Issue: When does a Power of Attorney grant an agent the power to make inter vivos donations to himself or herself, and family members in Louisiana?
|Area of Law:||Estate Planning & Probate|
|Keywords:||Power of attorney; Inter vivos donations; Agent|
|Cited Cases:||961 So. 2d 404|
|Cited Statutes:||LSA-C.C. art 2987; LSA-C.C. art. 2997; LSA-C.C. art. 2998; LSA-C.C. art. 2988; LSA-C.C. art. 2989|
The Louisiana Civil Code uses the term procuration, rather than the common-law term power of attorney. Article 2987 defines a procuration as “a unilateral juridical act by which a person, the principal, confers authority on another person, the representative, to represent the principal in legal relations.” LSA-C.C. art 2987. It is generally subject to the same rules governing a “mandate,” id. art 2988, which is “a contract by which a person, the principal, confers authority on another person, the mandatory, to transact one or more affairs for the principal, id. art. 2989. The principal may confer on the mandatory (hereafter “agent”) “general authority to do whatever is appropriate under the circumstances.” Id. art. 2994.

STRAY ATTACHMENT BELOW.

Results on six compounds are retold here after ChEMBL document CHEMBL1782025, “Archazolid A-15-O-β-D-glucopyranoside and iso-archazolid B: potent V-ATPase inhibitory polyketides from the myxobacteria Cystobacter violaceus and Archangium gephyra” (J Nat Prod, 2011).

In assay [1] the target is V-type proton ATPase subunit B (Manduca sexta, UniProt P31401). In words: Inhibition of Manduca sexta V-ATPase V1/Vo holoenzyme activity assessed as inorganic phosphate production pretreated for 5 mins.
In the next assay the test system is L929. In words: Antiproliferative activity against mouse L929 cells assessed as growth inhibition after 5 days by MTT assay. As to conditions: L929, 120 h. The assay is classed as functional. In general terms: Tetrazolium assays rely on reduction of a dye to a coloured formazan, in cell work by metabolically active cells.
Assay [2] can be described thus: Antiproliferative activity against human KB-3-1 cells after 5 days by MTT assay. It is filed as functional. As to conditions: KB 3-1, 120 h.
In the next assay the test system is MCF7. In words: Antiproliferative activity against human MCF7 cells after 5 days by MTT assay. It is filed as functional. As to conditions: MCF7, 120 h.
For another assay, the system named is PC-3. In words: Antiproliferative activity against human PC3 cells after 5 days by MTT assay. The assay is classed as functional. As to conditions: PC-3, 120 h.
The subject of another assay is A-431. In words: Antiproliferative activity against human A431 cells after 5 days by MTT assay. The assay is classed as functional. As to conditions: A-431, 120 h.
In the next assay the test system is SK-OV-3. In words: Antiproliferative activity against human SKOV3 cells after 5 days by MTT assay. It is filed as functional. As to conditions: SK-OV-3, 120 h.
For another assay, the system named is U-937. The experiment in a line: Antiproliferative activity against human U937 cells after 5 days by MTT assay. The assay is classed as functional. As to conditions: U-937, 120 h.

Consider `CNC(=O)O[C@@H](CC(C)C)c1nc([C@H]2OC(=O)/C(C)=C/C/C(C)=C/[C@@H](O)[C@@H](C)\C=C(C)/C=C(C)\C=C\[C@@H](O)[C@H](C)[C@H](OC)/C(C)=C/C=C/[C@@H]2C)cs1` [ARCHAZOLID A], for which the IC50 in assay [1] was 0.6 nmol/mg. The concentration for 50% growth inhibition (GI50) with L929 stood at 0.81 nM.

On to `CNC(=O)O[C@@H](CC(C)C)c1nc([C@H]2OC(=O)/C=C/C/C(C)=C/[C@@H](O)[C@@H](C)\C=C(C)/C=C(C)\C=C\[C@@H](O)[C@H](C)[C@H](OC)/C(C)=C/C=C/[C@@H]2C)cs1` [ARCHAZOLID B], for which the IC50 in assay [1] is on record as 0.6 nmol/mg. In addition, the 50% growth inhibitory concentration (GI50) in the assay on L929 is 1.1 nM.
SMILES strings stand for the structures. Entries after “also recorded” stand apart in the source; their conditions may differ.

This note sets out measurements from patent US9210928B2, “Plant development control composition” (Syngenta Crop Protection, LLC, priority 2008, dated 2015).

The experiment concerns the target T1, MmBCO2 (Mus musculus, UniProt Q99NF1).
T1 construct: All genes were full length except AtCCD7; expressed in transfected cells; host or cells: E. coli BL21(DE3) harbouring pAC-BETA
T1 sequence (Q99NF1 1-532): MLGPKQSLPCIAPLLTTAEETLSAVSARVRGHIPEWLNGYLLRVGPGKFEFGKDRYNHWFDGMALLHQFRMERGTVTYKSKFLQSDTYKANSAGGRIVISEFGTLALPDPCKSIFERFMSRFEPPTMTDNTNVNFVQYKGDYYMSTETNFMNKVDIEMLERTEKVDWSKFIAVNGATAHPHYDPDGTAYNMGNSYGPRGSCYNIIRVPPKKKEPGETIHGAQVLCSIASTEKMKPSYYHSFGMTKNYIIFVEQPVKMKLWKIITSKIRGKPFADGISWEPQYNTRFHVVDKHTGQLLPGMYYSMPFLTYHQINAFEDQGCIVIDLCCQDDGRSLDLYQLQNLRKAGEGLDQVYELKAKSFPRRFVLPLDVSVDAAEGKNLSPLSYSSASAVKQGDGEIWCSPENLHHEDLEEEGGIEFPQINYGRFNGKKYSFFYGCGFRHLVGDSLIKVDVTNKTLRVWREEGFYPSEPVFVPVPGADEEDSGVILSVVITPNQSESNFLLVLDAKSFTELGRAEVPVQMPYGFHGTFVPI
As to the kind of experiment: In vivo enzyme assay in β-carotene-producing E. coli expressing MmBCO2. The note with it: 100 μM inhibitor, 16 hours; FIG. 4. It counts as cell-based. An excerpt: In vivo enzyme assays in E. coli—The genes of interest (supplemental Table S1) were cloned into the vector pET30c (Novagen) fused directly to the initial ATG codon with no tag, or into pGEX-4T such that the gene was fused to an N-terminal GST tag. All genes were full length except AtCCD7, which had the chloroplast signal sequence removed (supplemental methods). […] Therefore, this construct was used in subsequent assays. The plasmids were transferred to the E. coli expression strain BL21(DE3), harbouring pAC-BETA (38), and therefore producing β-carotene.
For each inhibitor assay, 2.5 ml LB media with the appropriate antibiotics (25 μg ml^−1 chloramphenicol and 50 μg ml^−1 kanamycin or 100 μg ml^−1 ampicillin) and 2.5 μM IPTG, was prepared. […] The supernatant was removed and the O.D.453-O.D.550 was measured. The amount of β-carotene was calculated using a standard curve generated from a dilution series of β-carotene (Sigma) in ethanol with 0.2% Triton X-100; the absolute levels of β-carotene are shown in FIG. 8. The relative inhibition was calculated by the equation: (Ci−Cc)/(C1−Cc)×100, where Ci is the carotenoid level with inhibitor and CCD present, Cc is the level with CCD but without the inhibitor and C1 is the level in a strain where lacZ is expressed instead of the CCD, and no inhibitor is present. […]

Express authority is required, however, to make inter vivos donations on behalf of the principal. LSA-C.C. art. 2997. An agent “who represents the principal as the other contracting party may not contract with himself unless he is authorized by the principal.” LSA-C.C. art. 2998. In other words, an agent may not engage in self-dealing, unless the principal authorizes the act.
“The principal is bound to reimburse the [agent] for the expenses and charges he has incurred . . .” Id. at art. 3012.
An agent may make inter vivos donations to himself or herself, and family members, so long as the donation is authorized by the principal. Verbal authorization is sufficient. See Fernandez v. Hebert, 2006-1558 (La. App. 1st Cir. 5/4/07), 961 So. 2d 404, writ denied, 2007-1123 (La. 9/21/07), 964 So.2d at […]